Well sure, not ‘Low Vision’, but we all have the experience of our vision being inadequate for some tasks. It’s useful to consider those situations, as it can provide insight when we have patients whose vision is inadequate for other tasks. Consider them ‘lessons in empathy’.
There are probably a lot of (younger) readers who have never encountered one of these. It’s a microfiche reader. In the days before extensive digitisation of resources, libraries would deal with the problem of storing vast quantities of newspapers, magazines and other documents by taking very high resolution photos of them, and then storing the miniaturised slides of those photographic images, which took up only a fraction of the space.
The reason I’m showing this device is that those images were truly tiny, each page much less than a centimetre high. There was no way our eyes could see such fine detail, so we used a microfiche reader to project a highly magnified image of the slide on to a screen. This was how we dealt with encountering detail that was too small — we used a device that made it bigger.
Next situation. We all know this one. When what we’re looking at is too dark, we find a way to make it brighter. Lighting design is all about making sure we have adequate light in our day-to-day lives, but our standards are calibrated around normal vision.
This one’s not so common for most of us, but very common if you’re a historian, who often encounter faded documents. This sort of thing needs the big guns — a magnifier might help a bit, and bright light might help a bit, but what you really need is a computer that can scan the image and then enhance the contrast. This is the most effective way of dealing with a document that is too pale. We use a special device that can make it bolder.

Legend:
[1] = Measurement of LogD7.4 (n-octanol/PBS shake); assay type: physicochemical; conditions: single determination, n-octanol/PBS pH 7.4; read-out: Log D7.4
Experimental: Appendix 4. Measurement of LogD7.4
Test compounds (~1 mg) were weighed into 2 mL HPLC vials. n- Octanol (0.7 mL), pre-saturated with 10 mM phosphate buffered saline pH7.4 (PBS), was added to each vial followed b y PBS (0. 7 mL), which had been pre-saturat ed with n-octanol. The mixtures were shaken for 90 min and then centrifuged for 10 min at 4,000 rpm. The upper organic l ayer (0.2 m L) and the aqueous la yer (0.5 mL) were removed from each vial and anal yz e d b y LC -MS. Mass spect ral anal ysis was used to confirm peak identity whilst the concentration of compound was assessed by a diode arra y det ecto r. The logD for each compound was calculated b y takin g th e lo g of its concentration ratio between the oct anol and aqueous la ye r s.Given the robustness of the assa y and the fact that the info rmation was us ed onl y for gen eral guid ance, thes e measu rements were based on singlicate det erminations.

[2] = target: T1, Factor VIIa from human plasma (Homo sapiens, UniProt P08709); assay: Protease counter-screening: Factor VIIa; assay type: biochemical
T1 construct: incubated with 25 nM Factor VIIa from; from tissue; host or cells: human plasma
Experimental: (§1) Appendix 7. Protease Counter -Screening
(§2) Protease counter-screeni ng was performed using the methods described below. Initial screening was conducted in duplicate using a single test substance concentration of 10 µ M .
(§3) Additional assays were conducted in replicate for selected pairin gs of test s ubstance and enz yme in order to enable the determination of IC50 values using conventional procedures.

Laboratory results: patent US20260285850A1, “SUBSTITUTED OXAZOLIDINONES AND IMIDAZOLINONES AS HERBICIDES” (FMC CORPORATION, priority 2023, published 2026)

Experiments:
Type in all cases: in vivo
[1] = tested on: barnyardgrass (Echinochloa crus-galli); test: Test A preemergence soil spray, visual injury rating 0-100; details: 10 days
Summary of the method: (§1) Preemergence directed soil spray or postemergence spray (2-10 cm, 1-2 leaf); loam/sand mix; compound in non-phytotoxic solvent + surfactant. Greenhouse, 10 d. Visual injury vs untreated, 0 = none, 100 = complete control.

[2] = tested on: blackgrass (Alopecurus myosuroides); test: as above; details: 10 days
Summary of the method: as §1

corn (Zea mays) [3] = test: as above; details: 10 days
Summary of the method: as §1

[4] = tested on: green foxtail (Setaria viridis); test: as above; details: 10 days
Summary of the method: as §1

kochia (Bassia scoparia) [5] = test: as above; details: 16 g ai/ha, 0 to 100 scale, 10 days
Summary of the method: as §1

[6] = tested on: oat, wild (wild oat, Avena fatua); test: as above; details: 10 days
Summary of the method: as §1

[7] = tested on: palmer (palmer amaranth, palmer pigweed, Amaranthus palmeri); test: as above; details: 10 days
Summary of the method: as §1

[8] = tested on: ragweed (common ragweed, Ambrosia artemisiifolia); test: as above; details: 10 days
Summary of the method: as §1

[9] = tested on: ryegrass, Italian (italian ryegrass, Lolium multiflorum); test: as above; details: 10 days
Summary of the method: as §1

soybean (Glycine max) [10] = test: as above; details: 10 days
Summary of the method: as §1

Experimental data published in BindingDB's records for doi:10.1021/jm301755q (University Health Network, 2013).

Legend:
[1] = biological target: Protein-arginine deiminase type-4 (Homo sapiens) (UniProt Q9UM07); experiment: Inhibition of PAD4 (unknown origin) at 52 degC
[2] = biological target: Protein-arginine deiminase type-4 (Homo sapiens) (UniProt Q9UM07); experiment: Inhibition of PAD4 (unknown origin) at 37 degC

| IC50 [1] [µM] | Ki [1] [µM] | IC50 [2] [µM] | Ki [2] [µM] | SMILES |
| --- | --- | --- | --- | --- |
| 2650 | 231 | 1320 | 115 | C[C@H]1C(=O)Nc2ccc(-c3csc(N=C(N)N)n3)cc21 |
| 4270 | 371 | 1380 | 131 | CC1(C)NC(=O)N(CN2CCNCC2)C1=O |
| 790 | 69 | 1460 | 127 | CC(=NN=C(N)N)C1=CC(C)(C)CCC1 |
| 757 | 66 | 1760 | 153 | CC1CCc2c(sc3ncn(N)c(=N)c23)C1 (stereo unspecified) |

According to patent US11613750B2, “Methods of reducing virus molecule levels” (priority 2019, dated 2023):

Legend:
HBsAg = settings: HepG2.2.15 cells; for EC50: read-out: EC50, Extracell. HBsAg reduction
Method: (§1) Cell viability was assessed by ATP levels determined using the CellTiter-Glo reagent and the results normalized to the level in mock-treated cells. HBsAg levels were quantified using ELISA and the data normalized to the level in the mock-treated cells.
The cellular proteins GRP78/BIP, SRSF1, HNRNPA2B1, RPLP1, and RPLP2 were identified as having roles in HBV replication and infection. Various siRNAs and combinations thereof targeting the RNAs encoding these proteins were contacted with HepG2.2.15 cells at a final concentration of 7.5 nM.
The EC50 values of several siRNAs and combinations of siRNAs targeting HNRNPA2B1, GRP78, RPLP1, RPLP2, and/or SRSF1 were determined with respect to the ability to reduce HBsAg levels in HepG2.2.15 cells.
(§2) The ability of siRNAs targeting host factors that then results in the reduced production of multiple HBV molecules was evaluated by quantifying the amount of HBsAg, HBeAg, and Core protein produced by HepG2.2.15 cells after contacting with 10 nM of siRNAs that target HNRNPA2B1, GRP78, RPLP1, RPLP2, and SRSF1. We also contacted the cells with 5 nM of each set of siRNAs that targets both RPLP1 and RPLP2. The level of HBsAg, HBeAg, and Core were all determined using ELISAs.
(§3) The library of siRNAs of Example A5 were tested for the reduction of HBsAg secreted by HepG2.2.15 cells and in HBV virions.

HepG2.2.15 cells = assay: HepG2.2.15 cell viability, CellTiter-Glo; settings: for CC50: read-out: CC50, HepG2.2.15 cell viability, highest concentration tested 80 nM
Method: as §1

Up until this point, the problems have been a matter of a mismatch between stimulus and sensitivity. The illumination is lower than our retina is designed for, or the object is too small for our retinal resolution. The issue is generally solved by appropriate design — we illuminate our rooms to a certain standard, we don’t use print below a certain size. Loss of central field integrity is different though. It’s not merely a mismatch, and we can’t really design around field loss.
There are few circumstances in which we can get insight into the experience of macular field loss, but this is one most will have encountered. Afterimages from a photo flash (damn those paparazzi, they won’t leave us low vision optometrists alone!) or reflections of the sun off shiny surfaces, which then get in the way of everything we look at for a while. This is one of the few times when we get to experience having a macular scotoma, so make the most of it when it happens. Look at people’s faces, then experiment with eccentric fixation. Try reading fine print. Take note of how bloody annoying it is, and then take a moment to count your blessings that in ten minutes your scotoma will be gone, unlike your patient with AMD who has it forever.
Every time this sort of thing happens, I think about how annoying it must be to have to do this sort of thing every place I go. But also how much more annoying it would be if we didn’t have any means of making the menus visible. As a low vision specialist, I can’t fix my patients’ vision, so I can’t take away all the annoyance and frustration in their lives. But I can still make a huge difference by helping them find appropriate devices and strategies so they can still do what they need to do.
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